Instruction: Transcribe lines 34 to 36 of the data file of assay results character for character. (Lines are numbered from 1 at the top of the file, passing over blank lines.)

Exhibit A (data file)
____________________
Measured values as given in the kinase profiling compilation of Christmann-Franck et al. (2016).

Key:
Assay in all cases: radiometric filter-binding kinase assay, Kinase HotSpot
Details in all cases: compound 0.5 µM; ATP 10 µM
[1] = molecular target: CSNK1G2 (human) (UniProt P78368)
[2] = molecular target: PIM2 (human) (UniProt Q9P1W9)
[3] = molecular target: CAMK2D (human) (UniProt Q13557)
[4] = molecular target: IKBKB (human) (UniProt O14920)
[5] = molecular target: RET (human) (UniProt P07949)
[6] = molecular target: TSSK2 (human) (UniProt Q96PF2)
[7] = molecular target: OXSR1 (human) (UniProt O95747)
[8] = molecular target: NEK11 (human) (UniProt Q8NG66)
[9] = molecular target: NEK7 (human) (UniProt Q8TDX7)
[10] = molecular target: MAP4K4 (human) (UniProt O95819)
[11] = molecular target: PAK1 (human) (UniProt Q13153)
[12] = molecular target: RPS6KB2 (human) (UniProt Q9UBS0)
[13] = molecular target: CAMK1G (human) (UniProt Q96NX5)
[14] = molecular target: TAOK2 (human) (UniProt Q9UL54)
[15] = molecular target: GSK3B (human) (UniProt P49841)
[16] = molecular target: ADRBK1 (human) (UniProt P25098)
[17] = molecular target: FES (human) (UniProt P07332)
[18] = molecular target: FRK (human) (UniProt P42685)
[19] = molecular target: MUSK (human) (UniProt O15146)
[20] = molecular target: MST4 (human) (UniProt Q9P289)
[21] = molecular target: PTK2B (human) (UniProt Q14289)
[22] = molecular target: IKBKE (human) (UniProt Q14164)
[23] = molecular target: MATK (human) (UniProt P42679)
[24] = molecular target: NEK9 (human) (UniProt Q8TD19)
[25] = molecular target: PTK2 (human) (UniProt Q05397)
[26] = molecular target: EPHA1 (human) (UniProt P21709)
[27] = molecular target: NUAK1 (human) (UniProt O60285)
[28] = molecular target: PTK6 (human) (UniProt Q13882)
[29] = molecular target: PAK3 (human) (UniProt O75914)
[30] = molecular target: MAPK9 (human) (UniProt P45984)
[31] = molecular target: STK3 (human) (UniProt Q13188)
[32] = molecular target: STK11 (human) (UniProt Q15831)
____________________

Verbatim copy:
[30] = molecular target: MAPK9 (human) (UniProt P45984)
[31] = molecular target: STK3 (human) (UniProt Q13188)
[32] = molecular target: STK11 (human) (UniProt Q15831)